People do not need governments: rulers serve banks and corporations and do not care about the well-being of their citizens, believes Jeff Monson, a famous American mixed martial artist, who positions himself as an anarchist.
In an interview with RT he says American policy is all about imperialism and money making.
RT: It's the 10th anniversary of US invasion to Iraq. You were arrested for vandalism after you spray-painted the anarchist symbol on one of the government buildings, protesting against the war and economic inequalities. Do you think these two are the two main problems of the US?
Jeff Monson: We can't maintain ourselves. The United States has military bases in 125-130 countries right now worldwide. It's not about government, it's not about the military, it's about keeping the spread of capitalism, of 'American democracy', which means our corporations go and exploit as many people as they can. They keep talking about so many people getting out of poverty, but in fact, statistics show that the gap between the richest and the poorest has never been worst that what it is now, even in the feudal age.
RT: Meanwhile the US starts wars, sends drones to one country and bombs another...
JM: We are an empire. Like I said, we are trying to spread American capitalism, American 'democracy' throughout the world, to let free trade of money, our businesses and corporations, infiltrate other countries, have new markets open up all over the world. I think it's all a part of a master plan.
Countries with dictatorship regimes are terrible to their people and jail their people - we sell them more arms than any other country of the world. I think it's around 78 per cent of the world's military supplies: missiles, defense systems etc. that come from the United States. It's about money. And who gets that money? Meanwhile they keep us entertained with other things, and we are just blind to what is going on around us in the world.
RT:It's been two years since the uprising in Syria. America and its allies are openly supporting forces fighting against Bashar Assad, but at the same time they confirm that Al-Qaeda is operating in the country and while they spend millions of dollars on counter-terrorism, it's clear this money could potentially fall into the hands of terrorist groups. Where is the logic here?
JM: It really makes perfect logic. They make enemies of
other people. You see the intolerance now for anyone of Muslim
background, anyone who even looks like they are from the Middle
RT: Do you think anybody will be held responsible for
all those mistakes?
JM: No! Who is responsible? When people had their businesses foreclosed and taken away, everything they worked for their entire lives, their farms were closed, they were asking “Who do we fight?” They wanted to fight the police. But the police said “It's not us, we're just doing our job!”
We always blame the government, and of course they are to blame,
but - and it's not a conspiracy - they are working for the
corporations, they are working for the banks.
RT: Should we expect change from Obama's second
JM: No! I think he showed us his true colors during his first term. On the eve of his election people were literally crying: Oh my gosh, we have a black man in America, someone who's going to bring social changes, someone who's not going to be caught in the system, he'll resist the corporations and the banks. But I say - he's just part of the system! He might have a good heart, but I can only judge by his actions.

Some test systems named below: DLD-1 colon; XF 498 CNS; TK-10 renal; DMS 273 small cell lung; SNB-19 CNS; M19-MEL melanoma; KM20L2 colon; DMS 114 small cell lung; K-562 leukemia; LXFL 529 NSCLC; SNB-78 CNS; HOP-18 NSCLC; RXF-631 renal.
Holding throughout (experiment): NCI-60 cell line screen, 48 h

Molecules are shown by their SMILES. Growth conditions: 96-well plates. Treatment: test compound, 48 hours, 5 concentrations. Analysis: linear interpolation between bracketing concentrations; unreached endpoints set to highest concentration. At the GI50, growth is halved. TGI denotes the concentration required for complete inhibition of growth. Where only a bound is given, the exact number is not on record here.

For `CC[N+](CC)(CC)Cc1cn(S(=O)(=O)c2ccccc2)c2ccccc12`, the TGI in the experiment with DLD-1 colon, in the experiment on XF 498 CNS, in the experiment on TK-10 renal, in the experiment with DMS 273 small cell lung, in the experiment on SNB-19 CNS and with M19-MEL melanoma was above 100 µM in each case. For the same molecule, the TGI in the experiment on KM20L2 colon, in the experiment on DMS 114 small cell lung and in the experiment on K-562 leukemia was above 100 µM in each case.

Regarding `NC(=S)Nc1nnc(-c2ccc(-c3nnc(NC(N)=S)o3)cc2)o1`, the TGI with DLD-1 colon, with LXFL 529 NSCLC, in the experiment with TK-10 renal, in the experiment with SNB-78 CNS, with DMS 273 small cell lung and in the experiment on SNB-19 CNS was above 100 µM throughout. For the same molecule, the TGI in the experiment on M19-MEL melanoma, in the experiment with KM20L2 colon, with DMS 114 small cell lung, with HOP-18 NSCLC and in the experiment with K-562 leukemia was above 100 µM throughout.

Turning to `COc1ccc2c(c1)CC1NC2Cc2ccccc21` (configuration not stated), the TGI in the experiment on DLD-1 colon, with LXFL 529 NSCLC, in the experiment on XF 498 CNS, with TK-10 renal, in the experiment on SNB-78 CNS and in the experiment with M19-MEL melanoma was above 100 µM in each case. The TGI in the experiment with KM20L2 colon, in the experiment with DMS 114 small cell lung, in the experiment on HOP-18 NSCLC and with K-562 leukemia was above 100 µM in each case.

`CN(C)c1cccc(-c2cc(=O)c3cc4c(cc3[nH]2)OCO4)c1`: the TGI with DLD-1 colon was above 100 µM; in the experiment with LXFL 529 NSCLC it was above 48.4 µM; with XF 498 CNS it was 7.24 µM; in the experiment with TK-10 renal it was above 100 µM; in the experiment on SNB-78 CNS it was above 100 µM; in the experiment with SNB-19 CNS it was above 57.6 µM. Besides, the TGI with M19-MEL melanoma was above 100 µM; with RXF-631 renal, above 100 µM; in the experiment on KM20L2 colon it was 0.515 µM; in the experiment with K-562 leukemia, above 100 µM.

He wanted to close Guantanamo Bay, he was going to end the war
in Iraq and Afghanistan, but we are still there. Now they are
talking about drones over the United States to watch their own
people, it's a police state, it's really George Orwell's '1984'.
It's happening in front of us. It's surreal! It's
They want to scare us, saying "they are to get us, we are doing it for your own protection,” they make us scared of one another. Scared of what our neighbors are doing.
RT: Are you disappointed at what 'Occupy' movement
managed - or rather failed - to achieve?
JM: For the first time it showed that people can come together from all walks of life. There were doctors, there were unemployed people, teachers, students, all kinds of white-collar, blue-collar workers, saying “We are the 99 per cent! We are being exploited.”
RT:But they achieved almost nothing. Aren't they more frustrated and disappointed now?
JM: I think they planted a seed of solidarity. Maybe, now it needs to be watered, it needs to be fed, but it's there! Before I don't think it was there.
RT: Will it resurface?
JM: It has to resurface! Unfortunately, the climate that
is going to make it resurface is the middle class being squeezed
out even more in the United States, or another bank failure or
something like this. Squeezed and squeezed and squeezed. And when
cannot be squeezed any more, then they are going to fight back. I
think it's going to spread.
Look at what happened in Egypt and Libya. Never in my lifetime
that I expected it could happen to those dictatorships. But it
spread like wildfire.
RT: You think 'American Spring' is
JM: I do think so! Not in my lifetime though. But I said
that about those other countries too, so... We'll see.
RT: Do you think more pressure is needed to bring about the social changes? More crises?
JM: We have to educate ourselves!
Being an anarchist gives me hope. What's my biggest fear in
life? I think it would be dying without thinking I've contributed
enough to something that I know was true. We know that killing
someone is wrong. We know that helping someone who is in need is
good. These are the absolutes.
We don't need the governments to do the work! The government doesn't do the work! The corporations don't do the work! Banks don't do the work! We are the ones that get our hands dirty. Why then can't we make the decisions?